The Duncan Banner
Over the next two weeks, area schools will start up classes for the 2012-13 school year.
All but two school districts start classes this week. The schools that do start back this week won’t do so until Wednesday, Thursday or Friday.
Schools starting back to class Wednesday include Bray-Doyle, Central High and Velma-Alma. Marlow students will get back to learning Thursday. And Comanche will round the week by beginning school Friday.
Duncan and Empire districts will begin their year next week. Empire will kick off the school year Monday, while Duncan students won’t head back to class until Wednesday, Aug. 22.
Each of the school districts has tackled several academic and maintenance projects throughout the summer to enhance curriculum or improve buildings. For instance, Duncan Public Schools is working to train its teachers for the switch over from PASS Objectives to Core Curriculum.
At Velma-Alma, V-A High School Principal Mike Thompson is ready to get the school year started and said his staff feels the same way.
“We’re ready to go,” Thompson said. “We could have started class today (Monday), but we didn’t have any kids.”
Some of the projects Velma-Alma has tackled included re-paving the parking lot in front of the high school, and adding new lighting systems to the softball and football fields.
He said this looks to be a good year with the inclusion of several new employees, including a new transportation director. Thompson said there are 12 to 15 new students enrolled at the high school.
Empire has made many improvements at its school campus.
Empire Superintendent Vicki Davison and Empire Elementary Principal Josh Skiles said all of the restrooms on campus have been renovated and the school district will soon be adding a safe room and connected pre-kindergarten building.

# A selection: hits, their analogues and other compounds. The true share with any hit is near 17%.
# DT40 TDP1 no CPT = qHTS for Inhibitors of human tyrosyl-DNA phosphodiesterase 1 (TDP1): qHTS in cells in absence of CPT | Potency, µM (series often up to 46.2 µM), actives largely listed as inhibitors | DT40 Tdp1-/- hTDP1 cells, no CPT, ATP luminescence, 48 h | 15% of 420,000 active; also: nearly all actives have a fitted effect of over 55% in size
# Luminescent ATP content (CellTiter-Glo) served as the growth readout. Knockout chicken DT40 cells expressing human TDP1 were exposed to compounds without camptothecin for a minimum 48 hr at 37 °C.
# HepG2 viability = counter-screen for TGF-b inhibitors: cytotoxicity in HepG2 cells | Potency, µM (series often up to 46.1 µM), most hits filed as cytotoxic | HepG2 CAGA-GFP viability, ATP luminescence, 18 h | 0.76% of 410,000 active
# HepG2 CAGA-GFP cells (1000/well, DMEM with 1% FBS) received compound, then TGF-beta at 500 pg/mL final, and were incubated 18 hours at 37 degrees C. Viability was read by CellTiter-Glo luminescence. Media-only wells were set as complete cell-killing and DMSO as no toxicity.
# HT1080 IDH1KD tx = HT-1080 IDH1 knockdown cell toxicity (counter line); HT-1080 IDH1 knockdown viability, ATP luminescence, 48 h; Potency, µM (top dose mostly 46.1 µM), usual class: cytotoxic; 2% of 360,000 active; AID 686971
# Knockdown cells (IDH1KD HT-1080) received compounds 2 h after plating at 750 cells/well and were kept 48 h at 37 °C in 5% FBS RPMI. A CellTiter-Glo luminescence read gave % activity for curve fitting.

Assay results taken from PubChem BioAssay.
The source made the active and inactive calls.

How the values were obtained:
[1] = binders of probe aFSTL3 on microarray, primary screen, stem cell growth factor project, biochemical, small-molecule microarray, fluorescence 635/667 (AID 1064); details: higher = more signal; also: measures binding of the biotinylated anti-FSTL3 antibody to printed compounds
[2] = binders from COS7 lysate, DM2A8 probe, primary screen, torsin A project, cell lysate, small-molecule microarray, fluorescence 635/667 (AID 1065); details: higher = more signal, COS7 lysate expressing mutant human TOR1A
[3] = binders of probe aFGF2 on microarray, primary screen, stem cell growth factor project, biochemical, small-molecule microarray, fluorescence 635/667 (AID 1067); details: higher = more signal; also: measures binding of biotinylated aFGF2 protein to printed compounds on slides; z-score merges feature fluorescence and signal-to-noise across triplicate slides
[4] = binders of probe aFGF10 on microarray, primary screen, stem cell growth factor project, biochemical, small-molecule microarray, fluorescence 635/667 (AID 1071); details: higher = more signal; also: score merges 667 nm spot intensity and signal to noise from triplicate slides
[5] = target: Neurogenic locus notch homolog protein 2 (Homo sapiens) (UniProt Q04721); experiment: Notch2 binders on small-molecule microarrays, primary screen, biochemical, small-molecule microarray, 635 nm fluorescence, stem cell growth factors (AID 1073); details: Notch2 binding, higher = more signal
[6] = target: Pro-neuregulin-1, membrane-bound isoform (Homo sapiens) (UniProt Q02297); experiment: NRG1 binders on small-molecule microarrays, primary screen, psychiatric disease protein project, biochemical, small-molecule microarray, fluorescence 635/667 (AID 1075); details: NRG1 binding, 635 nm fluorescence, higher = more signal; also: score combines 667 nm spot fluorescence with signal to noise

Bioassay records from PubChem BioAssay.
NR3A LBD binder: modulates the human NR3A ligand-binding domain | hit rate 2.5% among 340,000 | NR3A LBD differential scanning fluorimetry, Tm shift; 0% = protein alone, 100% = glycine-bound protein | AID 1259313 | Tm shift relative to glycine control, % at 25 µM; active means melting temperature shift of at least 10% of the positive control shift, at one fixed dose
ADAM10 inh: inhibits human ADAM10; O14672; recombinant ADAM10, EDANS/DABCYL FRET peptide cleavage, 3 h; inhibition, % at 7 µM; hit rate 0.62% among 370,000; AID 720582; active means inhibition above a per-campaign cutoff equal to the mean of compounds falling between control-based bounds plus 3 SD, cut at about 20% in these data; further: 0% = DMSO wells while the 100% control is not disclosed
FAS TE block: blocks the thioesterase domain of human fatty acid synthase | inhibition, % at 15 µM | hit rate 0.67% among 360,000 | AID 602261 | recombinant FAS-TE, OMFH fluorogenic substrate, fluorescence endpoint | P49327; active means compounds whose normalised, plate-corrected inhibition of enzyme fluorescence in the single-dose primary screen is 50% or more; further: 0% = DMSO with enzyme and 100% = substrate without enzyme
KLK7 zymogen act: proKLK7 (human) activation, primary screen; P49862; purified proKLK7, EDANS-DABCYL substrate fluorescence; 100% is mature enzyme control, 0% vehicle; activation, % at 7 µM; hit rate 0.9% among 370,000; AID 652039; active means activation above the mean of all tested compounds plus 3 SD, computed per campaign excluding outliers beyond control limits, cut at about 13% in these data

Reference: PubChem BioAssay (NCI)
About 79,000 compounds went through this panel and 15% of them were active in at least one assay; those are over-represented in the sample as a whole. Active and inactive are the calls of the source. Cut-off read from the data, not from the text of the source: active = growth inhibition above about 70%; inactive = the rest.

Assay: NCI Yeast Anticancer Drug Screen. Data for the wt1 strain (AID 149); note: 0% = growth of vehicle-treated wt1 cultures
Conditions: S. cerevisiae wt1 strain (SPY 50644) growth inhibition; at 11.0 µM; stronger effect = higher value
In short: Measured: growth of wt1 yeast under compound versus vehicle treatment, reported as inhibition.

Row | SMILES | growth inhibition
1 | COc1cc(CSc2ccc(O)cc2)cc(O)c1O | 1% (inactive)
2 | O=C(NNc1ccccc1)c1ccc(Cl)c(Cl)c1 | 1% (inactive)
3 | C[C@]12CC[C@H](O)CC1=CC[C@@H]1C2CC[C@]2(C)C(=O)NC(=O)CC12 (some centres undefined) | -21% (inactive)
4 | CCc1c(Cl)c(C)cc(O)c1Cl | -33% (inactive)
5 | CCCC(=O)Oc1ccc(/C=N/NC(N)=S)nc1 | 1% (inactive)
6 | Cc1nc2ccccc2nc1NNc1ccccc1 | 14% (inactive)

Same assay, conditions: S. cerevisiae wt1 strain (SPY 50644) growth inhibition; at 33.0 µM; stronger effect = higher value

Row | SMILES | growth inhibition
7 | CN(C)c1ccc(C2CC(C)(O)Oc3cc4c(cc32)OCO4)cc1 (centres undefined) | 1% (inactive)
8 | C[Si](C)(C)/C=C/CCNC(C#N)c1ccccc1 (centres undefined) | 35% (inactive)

“We try to get things done all the time,” Davison said. The theme for Empire students’ return to school is “Surfing to Success.”
Skiles said the elementary students have made a noticeable improvement in state testing. The score included a more than 80 percent sufficiency in mathematics and nearly 70 percent sufficiency in reading. Science also was high with a sufficiency of almost 90 percent.
“It took everybody to make that happen,” Davison said.
They attributed several things to the success on state testing. While students and teachers were acknowledged for their hard work, Skiles said smaller class sizes and new curriculum might have played an important role, too.
He said the school will continue to focus on math, but will also turn more focus on improving reading scores.
“It’s a good time to be an Empire Bulldog,” Davison said.
As summer vacation draws to a close, the schools are ready (or quickly getting there) to ensure all students will have a productive area to learn in.
Thompson is ready to get the school year started and knows the students will be, too.
“Most of the time, those first few weeks let you know how your year is going to go,” Thompson said.